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ECO100Y1Y up to Nov 14, 2012

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University of Toronto St. George
James Pesando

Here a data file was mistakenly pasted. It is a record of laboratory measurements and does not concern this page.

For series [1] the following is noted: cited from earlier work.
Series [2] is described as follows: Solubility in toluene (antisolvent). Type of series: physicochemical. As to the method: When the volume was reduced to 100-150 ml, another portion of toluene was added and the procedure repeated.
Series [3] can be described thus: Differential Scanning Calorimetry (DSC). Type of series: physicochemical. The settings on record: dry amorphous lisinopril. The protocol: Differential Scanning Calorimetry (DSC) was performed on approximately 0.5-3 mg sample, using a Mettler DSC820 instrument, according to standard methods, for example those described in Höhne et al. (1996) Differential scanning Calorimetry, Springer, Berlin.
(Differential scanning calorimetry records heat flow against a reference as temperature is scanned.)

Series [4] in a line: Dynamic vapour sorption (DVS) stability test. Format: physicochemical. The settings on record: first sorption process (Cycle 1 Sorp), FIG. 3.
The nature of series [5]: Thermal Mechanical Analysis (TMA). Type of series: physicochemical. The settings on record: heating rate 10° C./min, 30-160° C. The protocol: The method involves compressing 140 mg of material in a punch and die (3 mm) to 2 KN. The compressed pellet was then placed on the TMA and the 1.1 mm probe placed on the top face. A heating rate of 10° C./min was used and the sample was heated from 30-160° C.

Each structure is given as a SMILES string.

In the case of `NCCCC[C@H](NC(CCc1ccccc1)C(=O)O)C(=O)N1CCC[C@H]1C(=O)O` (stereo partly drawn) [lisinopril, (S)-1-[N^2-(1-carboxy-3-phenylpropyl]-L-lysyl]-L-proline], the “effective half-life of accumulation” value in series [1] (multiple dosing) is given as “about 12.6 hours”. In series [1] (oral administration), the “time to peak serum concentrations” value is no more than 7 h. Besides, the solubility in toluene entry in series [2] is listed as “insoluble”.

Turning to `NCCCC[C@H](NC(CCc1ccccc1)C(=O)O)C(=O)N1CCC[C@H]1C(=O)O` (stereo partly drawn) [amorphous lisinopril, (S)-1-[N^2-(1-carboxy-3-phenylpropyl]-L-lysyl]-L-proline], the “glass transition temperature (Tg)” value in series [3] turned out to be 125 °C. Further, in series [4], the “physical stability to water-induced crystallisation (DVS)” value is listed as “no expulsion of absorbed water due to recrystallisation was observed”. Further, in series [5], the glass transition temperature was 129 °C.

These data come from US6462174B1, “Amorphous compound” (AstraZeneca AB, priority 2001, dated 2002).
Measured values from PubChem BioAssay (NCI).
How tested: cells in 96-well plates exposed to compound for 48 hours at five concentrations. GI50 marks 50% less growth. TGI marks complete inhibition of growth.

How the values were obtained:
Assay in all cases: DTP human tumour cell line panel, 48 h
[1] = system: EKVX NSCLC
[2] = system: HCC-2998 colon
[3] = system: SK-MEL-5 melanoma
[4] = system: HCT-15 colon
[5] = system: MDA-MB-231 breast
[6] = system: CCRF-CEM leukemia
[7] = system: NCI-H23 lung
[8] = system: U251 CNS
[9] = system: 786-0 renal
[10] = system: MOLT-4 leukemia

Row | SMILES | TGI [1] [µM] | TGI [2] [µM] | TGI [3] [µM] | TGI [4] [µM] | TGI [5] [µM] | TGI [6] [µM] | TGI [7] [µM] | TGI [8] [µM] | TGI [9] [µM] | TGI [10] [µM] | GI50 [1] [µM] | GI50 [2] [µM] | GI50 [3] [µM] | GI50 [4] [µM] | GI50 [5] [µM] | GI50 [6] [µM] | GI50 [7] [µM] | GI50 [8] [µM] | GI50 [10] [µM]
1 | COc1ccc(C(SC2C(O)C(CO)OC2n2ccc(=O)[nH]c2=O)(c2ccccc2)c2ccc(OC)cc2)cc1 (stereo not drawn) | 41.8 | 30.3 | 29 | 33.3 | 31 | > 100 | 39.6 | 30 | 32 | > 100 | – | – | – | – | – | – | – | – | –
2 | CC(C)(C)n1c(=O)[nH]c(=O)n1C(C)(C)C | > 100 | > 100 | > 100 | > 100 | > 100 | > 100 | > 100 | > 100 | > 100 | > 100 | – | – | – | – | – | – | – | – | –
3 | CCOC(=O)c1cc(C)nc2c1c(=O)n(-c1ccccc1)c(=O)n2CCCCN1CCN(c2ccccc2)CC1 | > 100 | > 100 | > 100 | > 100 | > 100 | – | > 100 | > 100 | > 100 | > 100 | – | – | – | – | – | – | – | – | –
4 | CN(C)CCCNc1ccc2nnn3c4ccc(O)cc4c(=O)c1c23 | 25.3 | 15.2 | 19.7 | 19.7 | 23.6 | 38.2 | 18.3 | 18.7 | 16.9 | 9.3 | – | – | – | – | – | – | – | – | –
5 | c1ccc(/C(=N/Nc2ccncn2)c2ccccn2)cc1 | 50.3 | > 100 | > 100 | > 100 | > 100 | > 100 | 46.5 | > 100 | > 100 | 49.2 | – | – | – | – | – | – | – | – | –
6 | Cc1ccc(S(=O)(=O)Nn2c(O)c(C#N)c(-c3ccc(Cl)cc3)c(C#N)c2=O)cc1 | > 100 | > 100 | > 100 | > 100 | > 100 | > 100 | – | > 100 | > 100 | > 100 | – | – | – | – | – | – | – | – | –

The Economic Way of Thinking September-17-12 11:15 AM Economics: Scarcity: The studyof howpeoplemakerational An individualhas a limited budgetand limited time. choices on the allocation ofscarce A society likewise haslimited resources with which to producegoods. resourcesto fulfill unlimited wants. This scarcity forcesindividuals,firms, and societies to make choices. Opportunity Cost September-12-12 11:57AM Opportunity cost is what one forgoes (gives up) by not taking the next best alternative action. Insights: 1. The question "ShouldI do or pursue X?" should instead be replaced by "ShouldI do X or Y?"where Y is the most highlyvalued alternative. 2. Opportunity cost includes both time and money costs. *NOTE:opportunity cost is dollar per dollaror $1 forgone = $1 of opportunity cost. BasicExamples: 1. You choose to go to a concert for $50. Your next best alternative is to work for 2 hours to earn $40. Opportunity cost = 50 + 40 = 90. 2. You choose to go to a concert for $50, instead of going on a walk that you personally value at $25. Opportunity cost = 50 + 25 = 75. Difficult Examples: Another Example: 1. In 2005 you bought a bottle of rare wine for $50. In 2008 you had the opportunity to sell it for $200. December 1990, Ontariopredicts first year post-secondary enrolment at 25,000. Today you can sell it for $75. Spring 1991, the economy enters a deep recession, and unemployment rates rise. Opportunity cost = 75 if you drink it. September 1991, more than the predicted 25,000 students enrol. Note: the price you purchased it for and the opportunity to This is because the opportunity cost of attending university is lower, either because sell it do not matter as they are not the next best the foregone earnings are less, or because there are less available jobs. alternatives to drinking the wine at the current point in time. Opportunity cost of attending university if the next best alternative is to work 2. You receive free concert tickets, but then cannot go to dinner at your favourite restaurant. Tuition/books $8,000 You value the dinner at $100, but it would have cost $75. Tuition/books $8,000 Foregoneearnings $20,000 Foregone earnings $40,000 Opportunity cost = 25, from 100 - 75 = 25. Opportunity cost $28,000 Opportunity cost $48,000 Measuring Opportunity Cost: The foregoneearnings are a highly important part of opportunity costs, and if the opportunity cost is high, the action is consequently lesslikely to be taken. Action Taken direct costs Next BestAction Take, for example, how some highschool athletes go on to become professionalsrather plus dollar amount or value than go to university. assignedby you less Hotdog Stands: direct costs of NBA Shouldthis individual operate a hotdog stand? Revenues (per 8 hour day) $250 Costs (per 8 hour day) $150 Difference $100 But wait, there's missing information: What isthe opportunity cost of the individual'stime? 1. If one earns $15 per hour, the OC is $120 per day. 2. Because $120 > $100, don't operate the stand. 3. Conversely, if the OC < $100, operate the stand. Thisis why few medical professionals operate hotdog stands :p ECO100Y1YPage 2 Marginal Analysis September-12-12 8:27 AM The Economic Way of Thinking: Rational Economic Decision Making Thereare two key building blocks: The concept of Opportunity Cost MarginalCost What you forgo or give up by not taking the next best alternative action. The issue of MarginalAnalysis Additional cost if action is taken. Undertake an activity if the marginal (additional) benefit exceeds the marginal (additional) cost. MC consists of all the additional Insights: opportunity costs. Include all opportunity costs. Ignore sunk or "fixed" costs - costs which are incurred whether or not the action is taken. The only relevant costs are those which can be avoided if the action is not taken. Example: 1. Marginalbenefit of attending sports event: You buy a truck from a Should this restaurantstay open for lunch? $100 (both Jack and Jill) junkyardfor $3000. You 2. Ticket price: $50 plan to spend $2000 to get Lease: $12000 per month = $400 per day a. Jack buys one week in advance it running and resell it for Dinner: 150 meals b. Jill plans to buy on the day of the $6000. If the truck does not event run, it has a market value Lunch: 25 meals of $0. 3. The subway breaks down on the day of the event, and Jack and Jill both face MarginalRevenue unexpected costs of $75 for taxis. Unfortunately, the truck 25 meals x $20 = $500 4. Should Jack attend? will cost $5000 to restore. Should Jill attend? Do you repair the truck? MarginalCosts Answer: Yes, because the Marginal Chef: 3 hours x $30 = $90 Benefit is 6000 and the Jack should attend. 2 Waiters: 6 hours x $10 = $60 MB=100 MC=75 MB>MC MarginalCost is 5000. Food: 25 meals x $5 = $125 [the ticket price is a sunk cost] MB > MC, so repair the truck. $275 Jill should not attend. MB = 100 MC=75+50=125 MB MC ECO100Y1YPage 3 Incentive September-12-12 11:45 AM An event that alters the marginal benefit or marginal cost of an action (and can thus affect whether an action is taken). Incentives: Unintended Consequences of Public Policy The Optimal Amount of "Care" or Attention to Safety when Drivingan Automobile: 1. To help low-paid workers, provinceraises the minimum wage rate to $10.00per hour. Employers choose to hire fewer workers thus reducing the opportunity of unskilled workers to Provincerequires the use of seatbelts, to reduce injuries. gain experience. Response: 2. To protect workers, provincerequires firms to make severance payments if plant is shut down. Before legislation, driverschoose degree of safety by Firms can choose where to locate plants, fewer plants may be
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